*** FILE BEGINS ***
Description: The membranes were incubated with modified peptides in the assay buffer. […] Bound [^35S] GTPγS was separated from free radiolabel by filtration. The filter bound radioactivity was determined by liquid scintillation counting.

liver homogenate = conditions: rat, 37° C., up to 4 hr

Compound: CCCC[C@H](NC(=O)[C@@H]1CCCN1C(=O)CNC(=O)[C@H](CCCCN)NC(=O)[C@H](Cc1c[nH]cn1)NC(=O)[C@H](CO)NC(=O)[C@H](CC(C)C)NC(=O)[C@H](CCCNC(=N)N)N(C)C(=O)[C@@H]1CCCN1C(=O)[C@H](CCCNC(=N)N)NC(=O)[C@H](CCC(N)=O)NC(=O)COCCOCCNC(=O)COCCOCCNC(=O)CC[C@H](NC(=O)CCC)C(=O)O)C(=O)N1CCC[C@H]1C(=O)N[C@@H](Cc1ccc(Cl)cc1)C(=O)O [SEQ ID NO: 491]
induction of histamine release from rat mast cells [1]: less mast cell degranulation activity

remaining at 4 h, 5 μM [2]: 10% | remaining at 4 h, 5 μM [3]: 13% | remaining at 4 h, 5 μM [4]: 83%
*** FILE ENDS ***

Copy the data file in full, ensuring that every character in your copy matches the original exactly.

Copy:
Description: The membranes were incubated with modified peptides in the assay buffer. […] Bound [^35S] GTPγS was separated from free radiolabel by filtration. The filter bound radioactivity was determined by liquid scintillation counting.

liver homogenate = conditions: rat, 37° C., up to 4 hr

Compound: CCCC[C@H](NC(=O)[C@@H]1CCCN1C(=O)CNC(=O)[C@H](CCCCN)NC(=O)[C@H](Cc1c[nH]cn1)NC(=O)[C@H](CO)NC(=O)[C@H](CC(C)C)NC(=O)[C@H](CCCNC(=N)N)N(C)C(=O)[C@@H]1CCCN1C(=O)[C@H](CCCNC(=N)N)NC(=O)[C@H](CCC(N)=O)NC(=O)COCCOCCNC(=O)COCCOCCNC(=O)CC[C@H](NC(=O)CCC)C(=O)O)C(=O)N1CCC[C@H]1C(=O)N[C@@H](Cc1ccc(Cl)cc1)C(=O)O [SEQ ID NO: 491]
induction of histamine release from rat mast cells [1]: less mast cell degranulation activity

remaining at 4 h, 5 μM [2]: 10% | remaining at 4 h, 5 μM [3]: 13% | remaining at 4 h, 5 μM [4]: 83%